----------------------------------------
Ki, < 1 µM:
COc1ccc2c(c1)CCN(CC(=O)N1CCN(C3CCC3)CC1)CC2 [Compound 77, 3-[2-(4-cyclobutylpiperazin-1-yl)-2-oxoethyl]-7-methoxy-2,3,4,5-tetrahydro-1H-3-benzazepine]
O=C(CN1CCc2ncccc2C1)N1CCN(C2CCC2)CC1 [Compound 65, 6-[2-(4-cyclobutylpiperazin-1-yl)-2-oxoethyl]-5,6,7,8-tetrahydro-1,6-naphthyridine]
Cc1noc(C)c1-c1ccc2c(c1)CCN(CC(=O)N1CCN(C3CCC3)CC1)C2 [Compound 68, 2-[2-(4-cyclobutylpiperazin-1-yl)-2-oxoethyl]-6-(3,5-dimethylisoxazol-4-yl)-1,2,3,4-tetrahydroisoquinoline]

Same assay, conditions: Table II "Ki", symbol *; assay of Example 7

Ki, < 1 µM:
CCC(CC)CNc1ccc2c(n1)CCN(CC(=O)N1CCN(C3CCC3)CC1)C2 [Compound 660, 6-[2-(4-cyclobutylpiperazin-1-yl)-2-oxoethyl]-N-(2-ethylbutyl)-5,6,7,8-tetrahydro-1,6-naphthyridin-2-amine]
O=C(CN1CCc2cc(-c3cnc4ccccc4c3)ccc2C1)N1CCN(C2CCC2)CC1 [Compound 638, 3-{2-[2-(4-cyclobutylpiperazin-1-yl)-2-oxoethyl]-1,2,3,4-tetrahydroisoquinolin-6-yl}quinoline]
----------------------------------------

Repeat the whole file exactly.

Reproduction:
Ki, < 1 µM:
COc1ccc2c(c1)CCN(CC(=O)N1CCN(C3CCC3)CC1)CC2 [Compound 77, 3-[2-(4-cyclobutylpiperazin-1-yl)-2-oxoethyl]-7-methoxy-2,3,4,5-tetrahydro-1H-3-benzazepine]
O=C(CN1CCc2ncccc2C1)N1CCN(C2CCC2)CC1 [Compound 65, 6-[2-(4-cyclobutylpiperazin-1-yl)-2-oxoethyl]-5,6,7,8-tetrahydro-1,6-naphthyridine]
Cc1noc(C)c1-c1ccc2c(c1)CCN(CC(=O)N1CCN(C3CCC3)CC1)C2 [Compound 68, 2-[2-(4-cyclobutylpiperazin-1-yl)-2-oxoethyl]-6-(3,5-dimethylisoxazol-4-yl)-1,2,3,4-tetrahydroisoquinoline]

Same assay, conditions: Table II "Ki", symbol *; assay of Example 7

Ki, < 1 µM:
CCC(CC)CNc1ccc2c(n1)CCN(CC(=O)N1CCN(C3CCC3)CC1)C2 [Compound 660, 6-[2-(4-cyclobutylpiperazin-1-yl)-2-oxoethyl]-N-(2-ethylbutyl)-5,6,7,8-tetrahydro-1,6-naphthyridin-2-amine]
O=C(CN1CCc2cc(-c3cnc4ccccc4c3)ccc2C1)N1CCN(C2CCC2)CC1 [Compound 638, 3-{2-[2-(4-cyclobutylpiperazin-1-yl)-2-oxoethyl]-1,2,3,4-tetrahydroisoquinolin-6-yl}quinoline]